Emmy. Nominated. (Part 1)

A little late on this … but I got nominated for an Emmy Award.

Off the bat, I want to say I recognize proportionately little of my own work brought me here. I put in work and the rest was luck and people who loved me, gave me a chance and lifted me up.

Continue reading “Emmy. Nominated. (Part 1)”

Emmy. Nominated. (Part 2)

On September 24, 2015, Pope Francis made a historic trip to New York. I got to skip some of my final days in school to attend his evening prayer at St. Patrick’s Cathedral in New York City for WPIX’s digital coverage.

Continue reading “Emmy. Nominated. (Part 2)”

On Coffee, Fish Eyeballs, and the 2016 Election

To this day, I can’t fathom spending $4 on a cup of coffee — the roadside cup is great, as long as it’s light and sweet enough. Kyle, on the other hand, will buy a $20 pack of roasted beans from his favorite shop in LA, that he’ll fly back to New York and grind it by hand every morning and brew in his Aeropress. It’s a sacred, 10-minute process. I love him for this little ritual and respect him so thoroughly for the effort he puts in. Who am I to judge what makes him happy?

Continue reading “On Coffee, Fish Eyeballs, and the 2016 Election”

The Subway’s Narrative

The lines and stops forming a circulatory system of the city, a paint-by-number, dizzying puzzle for the uninitiated, carves its own story for each soul that lets them flow through long enough.

The ABC boy whose father watches him play classics and collect tips has been defined by his beats at Times and Union Square. The basketball teams and showtime performers are defined by the rush hours and long interludes in tunnels they trap their victims in.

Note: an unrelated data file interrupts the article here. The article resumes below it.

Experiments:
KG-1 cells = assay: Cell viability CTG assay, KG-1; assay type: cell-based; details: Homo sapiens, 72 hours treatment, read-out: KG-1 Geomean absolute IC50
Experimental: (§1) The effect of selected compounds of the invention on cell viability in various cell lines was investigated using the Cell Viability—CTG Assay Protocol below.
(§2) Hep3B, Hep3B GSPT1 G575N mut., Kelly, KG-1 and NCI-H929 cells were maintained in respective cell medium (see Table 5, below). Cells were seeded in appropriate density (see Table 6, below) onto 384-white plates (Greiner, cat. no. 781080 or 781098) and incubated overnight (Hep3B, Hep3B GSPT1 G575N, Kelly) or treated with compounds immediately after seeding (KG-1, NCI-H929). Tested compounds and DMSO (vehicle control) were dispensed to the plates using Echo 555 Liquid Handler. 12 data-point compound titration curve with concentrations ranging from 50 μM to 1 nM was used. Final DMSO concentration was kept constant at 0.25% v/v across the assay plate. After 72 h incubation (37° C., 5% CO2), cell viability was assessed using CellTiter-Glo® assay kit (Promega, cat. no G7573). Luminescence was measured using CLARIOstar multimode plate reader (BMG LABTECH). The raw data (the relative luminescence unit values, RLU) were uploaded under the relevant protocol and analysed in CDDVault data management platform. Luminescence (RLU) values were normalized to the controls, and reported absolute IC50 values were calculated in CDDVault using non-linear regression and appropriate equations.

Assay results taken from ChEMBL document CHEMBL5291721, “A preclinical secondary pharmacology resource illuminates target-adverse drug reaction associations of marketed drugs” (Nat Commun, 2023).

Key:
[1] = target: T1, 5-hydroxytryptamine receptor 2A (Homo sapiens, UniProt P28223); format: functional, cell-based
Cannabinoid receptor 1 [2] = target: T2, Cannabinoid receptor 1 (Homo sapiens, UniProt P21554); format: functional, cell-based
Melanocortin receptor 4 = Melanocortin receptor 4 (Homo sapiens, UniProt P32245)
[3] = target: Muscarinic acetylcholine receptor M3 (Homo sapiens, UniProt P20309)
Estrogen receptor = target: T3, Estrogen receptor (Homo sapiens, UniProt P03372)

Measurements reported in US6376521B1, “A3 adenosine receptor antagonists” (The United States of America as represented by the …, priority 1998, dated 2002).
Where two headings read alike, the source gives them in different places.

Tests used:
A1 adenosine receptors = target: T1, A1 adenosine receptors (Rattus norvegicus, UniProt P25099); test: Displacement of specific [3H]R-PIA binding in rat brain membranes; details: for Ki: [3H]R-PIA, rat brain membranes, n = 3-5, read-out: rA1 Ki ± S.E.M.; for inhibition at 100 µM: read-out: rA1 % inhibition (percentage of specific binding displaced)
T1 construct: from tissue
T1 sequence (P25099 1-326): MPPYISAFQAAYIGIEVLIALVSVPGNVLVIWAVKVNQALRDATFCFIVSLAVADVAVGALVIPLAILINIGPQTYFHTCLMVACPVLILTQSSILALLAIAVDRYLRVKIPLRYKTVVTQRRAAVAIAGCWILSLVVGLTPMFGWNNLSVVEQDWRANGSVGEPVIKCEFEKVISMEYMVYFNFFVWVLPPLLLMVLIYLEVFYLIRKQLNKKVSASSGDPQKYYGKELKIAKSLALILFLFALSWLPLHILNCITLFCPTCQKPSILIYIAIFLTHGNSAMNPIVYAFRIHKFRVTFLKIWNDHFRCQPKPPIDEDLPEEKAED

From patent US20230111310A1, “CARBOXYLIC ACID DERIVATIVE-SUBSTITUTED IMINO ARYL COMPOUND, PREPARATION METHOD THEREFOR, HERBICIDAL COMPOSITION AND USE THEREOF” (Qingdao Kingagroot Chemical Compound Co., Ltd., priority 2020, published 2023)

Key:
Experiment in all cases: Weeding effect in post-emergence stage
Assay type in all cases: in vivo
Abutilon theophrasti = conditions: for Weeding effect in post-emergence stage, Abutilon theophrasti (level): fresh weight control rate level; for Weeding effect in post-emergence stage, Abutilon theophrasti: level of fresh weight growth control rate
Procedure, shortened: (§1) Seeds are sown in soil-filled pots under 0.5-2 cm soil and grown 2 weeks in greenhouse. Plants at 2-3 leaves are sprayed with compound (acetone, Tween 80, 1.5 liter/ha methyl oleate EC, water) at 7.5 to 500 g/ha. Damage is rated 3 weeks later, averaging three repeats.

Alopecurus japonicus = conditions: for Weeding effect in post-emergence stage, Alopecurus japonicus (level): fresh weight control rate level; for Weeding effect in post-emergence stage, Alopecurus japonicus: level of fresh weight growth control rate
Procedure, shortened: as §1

The time I divided and donated to steamy, dusty halls showed exactly who and what I was obligated to, or more importantly, made the effort to travel for. They say you’re not a New Yorker until you’ve cried in a crowded car. Perhaps instead it becomes a part of your identity when you define yourself by red, yellow and green lines and numbered street names. Perhaps instead when you’ve navigated alone, leaning over another poor traveler to see the map. Perhaps instead when you take the G into the middle of Queens at 2 a.m. — until you give up and take an Uber instead.

I’ve written about many parts of New York as if the city was a man who persistently breaks and mends my heart. Of course, the city is old and comprised of moving, conflicting pieces — it has a personality like no other. The subway is no different.

About Allie

Allie graduated from NYU in December 2015 with a degree in Psychology and minors in social work and media studies. She studied abroad in Paris, and yes, speaks French (sadly, better than her native Chinese). She’s a born and bred New Yorker.

She started as an intern for WPIX the summer before her sophomore year, and grew into a freelance digital producer until May 2016. Now she’s working (and growing and learning) as a digital coordinator at The View at ABC.

She loves to cover stories about women’s fight for equality. She guiltily enjoys entertainment and pop culture stories. She loves Reddit, traveling, watching other people cook, the Witcher series, and savasana.

Social Media:

This slideshow requires JavaScript.

A Sea of Blue

After the officers involved in the death of Eric Garner failed to be indicted, the entire country rose up in one of the most polarizing movements I had ever seen. Most New Yorkers I knew chose to stand with cops, completely, or with the Black Lives Matter, completely. It was one pitted against another, white vs. black, establishment vs. anti-establishment, with nothing “on the fence.”

When Detective Ramos and Liu were brutally murdered as a retaliation to the verdict, I was chosen to represent our station’s digital team at their funerals. It was an emotional time, undoubtedly. Thousands of officers from around the country, and some who crossed the border from Canada, came to pay their respects for two good men who lost their lives senselessly. But that wasn’t all that was newsworthy — their deaths became a platform on which political statements could be made. Some officers turned their back on Mayor de Blasio, seeing these officers’ deaths as his betrayal.

Continue reading “A Sea of Blue”